The United States spent $1.6 trillion on drug research last year, and its total budget for this fiscal year is forecast to top $4.7 trillion, according to the Centers for Disease Control and Prevention.
It’s a lot of money, and it’s also a lot less than the $7.7 billion spent on medical research last month.
It would be a lot more than the current total for fiscal 2018, and even more than that if Congress were to extend its existing spending caps and extend the tax cut for individuals and small businesses.
In short, the federal government spent far less on drugs in fiscal 2018 than it did in the previous year.
But even after accounting for inflation, the drug spending surge has only made matters worse.
We still spend far more on prescription drugs than we do on research.
For example, a year ago, our total spent on prescription drug research was just $4 billion.
In 2018, it was $17.2 billion, according the nonpartisan Congressional Budget Office.
This year, the total spent is expected to surpass $17 billion, which is a whopping $1 trillion difference.
And the difference in spending isn’t just due to the massive increase in the cost of research: The drug industry spent an average of $2,834 per prescription-drug-related patient, up nearly 6% from the previous fiscal year.
In fact, the industry spent nearly $4,000 more per drug than it spent in 2017.
Even the nonpartisan Office of the Inspector General, which has been tracking drug spending for more than a decade, says it will take at least five years for the entire national drug-spending pie to be recovered from the current level of spending.
The latest budget request that Congress passed in December, which extended the tax cuts for individuals through 2021, includes $6 billion to add an additional $200 billion to the Drug Enforcement Administration budget.
But as the administration has pointed out, the real cost of drug research has been borne by consumers.
The number of prescriptions filled by Medicare recipients jumped from 4.6 million in 2016 to more than 6 million in 2019.
Medicare spending on prescription-coverage costs was $3.4 trillion in 2019, a 5.3% increase from the year before, according a study released this month by the nonpartisan Kaiser Family Foundation.
That is the same year in which the U.S. spent the most money on health care.
It is also the year in the last decade that the federal drug program paid out the largest share of its revenues to the pharmaceutical industry.
And yet despite these significant gains in research, there has been little effort to rein in the drug industry’s growing influence in Washington, according of some drug policy experts.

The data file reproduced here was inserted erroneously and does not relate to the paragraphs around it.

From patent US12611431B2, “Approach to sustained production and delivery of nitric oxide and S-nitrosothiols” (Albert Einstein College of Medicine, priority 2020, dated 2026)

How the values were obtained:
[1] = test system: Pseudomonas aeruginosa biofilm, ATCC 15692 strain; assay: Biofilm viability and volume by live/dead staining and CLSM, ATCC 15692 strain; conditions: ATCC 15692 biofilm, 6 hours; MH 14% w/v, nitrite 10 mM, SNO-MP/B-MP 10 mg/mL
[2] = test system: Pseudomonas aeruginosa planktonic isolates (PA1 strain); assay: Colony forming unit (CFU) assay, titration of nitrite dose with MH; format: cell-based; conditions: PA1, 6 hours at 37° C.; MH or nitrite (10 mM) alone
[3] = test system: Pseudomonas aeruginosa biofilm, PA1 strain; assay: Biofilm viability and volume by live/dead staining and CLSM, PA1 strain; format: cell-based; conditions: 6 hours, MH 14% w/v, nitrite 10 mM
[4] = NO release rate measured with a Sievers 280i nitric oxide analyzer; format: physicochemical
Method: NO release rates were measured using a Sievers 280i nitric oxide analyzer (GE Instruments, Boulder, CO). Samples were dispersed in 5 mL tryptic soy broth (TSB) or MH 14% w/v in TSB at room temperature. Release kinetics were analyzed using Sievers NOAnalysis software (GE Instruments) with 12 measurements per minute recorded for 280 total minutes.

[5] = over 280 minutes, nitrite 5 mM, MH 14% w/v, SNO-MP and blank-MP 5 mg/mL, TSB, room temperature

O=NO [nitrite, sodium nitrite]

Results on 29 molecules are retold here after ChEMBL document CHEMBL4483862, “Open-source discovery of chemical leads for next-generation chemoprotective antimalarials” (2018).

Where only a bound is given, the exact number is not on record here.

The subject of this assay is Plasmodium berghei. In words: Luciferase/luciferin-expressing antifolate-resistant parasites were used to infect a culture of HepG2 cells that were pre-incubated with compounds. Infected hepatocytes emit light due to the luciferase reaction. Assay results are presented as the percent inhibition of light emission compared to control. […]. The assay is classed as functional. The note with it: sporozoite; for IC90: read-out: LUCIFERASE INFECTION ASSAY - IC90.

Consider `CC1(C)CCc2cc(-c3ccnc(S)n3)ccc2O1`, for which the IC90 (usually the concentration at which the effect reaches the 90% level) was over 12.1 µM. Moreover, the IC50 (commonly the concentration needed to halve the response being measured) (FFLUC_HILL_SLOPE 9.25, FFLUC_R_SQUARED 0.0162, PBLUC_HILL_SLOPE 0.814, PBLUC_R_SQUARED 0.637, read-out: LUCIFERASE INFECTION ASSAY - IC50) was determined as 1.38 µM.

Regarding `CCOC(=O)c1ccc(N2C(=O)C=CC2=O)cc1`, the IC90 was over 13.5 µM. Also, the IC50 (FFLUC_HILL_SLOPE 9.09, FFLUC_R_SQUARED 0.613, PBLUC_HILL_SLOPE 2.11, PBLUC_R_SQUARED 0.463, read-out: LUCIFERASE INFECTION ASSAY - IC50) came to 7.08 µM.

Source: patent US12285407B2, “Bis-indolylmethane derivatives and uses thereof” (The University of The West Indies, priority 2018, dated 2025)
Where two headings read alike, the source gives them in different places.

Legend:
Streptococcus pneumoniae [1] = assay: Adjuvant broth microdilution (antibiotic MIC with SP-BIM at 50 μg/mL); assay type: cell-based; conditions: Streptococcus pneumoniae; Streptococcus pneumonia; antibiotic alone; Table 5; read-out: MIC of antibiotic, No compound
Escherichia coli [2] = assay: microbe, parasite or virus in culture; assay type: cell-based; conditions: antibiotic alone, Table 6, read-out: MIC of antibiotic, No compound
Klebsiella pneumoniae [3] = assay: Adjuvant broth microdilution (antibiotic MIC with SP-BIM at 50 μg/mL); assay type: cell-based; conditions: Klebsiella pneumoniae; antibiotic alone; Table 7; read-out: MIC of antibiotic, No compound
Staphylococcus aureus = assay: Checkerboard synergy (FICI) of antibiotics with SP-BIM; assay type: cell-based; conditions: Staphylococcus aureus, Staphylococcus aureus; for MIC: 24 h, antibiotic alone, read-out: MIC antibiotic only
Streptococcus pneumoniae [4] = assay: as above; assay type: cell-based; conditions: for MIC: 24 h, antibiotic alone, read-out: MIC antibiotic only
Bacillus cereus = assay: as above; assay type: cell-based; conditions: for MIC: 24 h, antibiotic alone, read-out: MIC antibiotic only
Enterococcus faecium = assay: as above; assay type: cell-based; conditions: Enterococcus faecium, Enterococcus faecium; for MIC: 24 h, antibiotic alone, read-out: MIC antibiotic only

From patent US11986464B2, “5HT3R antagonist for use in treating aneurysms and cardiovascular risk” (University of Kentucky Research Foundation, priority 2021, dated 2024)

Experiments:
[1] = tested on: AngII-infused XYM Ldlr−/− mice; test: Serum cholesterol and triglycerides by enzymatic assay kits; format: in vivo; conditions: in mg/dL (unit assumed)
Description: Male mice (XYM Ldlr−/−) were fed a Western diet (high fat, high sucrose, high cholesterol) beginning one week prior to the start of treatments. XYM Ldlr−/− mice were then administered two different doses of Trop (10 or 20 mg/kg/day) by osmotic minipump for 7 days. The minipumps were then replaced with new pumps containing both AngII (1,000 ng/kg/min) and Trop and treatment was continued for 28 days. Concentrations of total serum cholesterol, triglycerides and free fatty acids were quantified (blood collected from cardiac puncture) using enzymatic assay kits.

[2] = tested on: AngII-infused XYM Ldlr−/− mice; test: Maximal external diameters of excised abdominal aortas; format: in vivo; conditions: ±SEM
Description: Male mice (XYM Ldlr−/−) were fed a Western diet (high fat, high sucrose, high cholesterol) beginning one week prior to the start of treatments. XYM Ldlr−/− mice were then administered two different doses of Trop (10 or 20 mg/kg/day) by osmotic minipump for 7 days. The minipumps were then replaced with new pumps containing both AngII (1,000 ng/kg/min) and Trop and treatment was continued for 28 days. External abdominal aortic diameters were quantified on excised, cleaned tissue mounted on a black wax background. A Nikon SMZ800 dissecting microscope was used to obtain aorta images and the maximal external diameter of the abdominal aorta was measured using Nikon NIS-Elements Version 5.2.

“We have a government that is focused on getting money out of the hands of the pharmaceutical companies and into the hands and pockets of consumers, and I think that has created a vacuum,” said James Gorman, the vice president of the nonprofit Institute for Health Security and Public Policy.
“And that vacuum is filling with people who are going after Medicare and Medicaid, who are trying to push through their own agendas.”
While the industry has benefited from the tax break and spending caps, the administration and lawmakers have failed to take the steps necessary to stop the industry from using their clout to push drug companies to do their bidding.
In May, the Senate approved a bipartisan bill to extend the Bush-era tax breaks for companies that make drugs for Medicare, Medicaid and the Veterans Health Administration, or VHA.
This was the third major tax reform that Republicans have supported, following legislation in the House and a separate bill in the Senate that would also extend the current tax breaks.
The White House is hoping to get a second bill passed this year.
That bill would also end the Bush tax cuts on medical devices, as well as the health insurance tax cuts, which are now extended for employers with more than 50 workers.
It also would make it easier for businesses to sell health insurance plans, with a provision that would allow insurers to offer plans with lower out-of-pocket costs and more coverage options for older people.
But many Democrats, including Sens.
Elizabeth Warren and Joe Manchin, have called for a permanent end to the tax breaks, arguing that they are “the largest giveaway to the drug companies of any form in our nation’s history.”
They have also called for changes to the way Medicare pays for prescription drugs.
In December, the House voted for a bill to create a panel to investigate the use of Medicare Advantage programs to subsidize prescription drugs for patients with pre-existing conditions.
The bill passed the House by a wide margin in March.
The panel, chaired by Rep. Fred Upton (R-Mich.), has been investigating the program for more that two years.
The Upton panel has not made public its findings yet, but Upton’s staff said that the panel’s recommendations have already been implemented